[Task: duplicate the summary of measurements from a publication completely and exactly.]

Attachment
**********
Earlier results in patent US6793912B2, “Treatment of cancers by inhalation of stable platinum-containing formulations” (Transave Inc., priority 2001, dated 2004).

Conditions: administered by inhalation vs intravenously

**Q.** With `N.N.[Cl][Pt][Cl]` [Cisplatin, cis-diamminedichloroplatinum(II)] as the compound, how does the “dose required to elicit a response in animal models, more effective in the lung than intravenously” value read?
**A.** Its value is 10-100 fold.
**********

Earlier results in patent US6793912B2, “Treatment of cancers by inhalation of stable platinum-containing formulations” (Transave Inc., priority 2001, dated 2004).

Conditions: administered by inhalation vs intravenously

**Q.** With `N.N.[Cl][Pt][Cl]` [Cisplatin, cis-diamminedichloroplatinum(II)] as the compound, how does the “dose required to elicit a response in animal models, more effective in the lung than intravenously” value read?
**A.** Its value is 10-100 fold.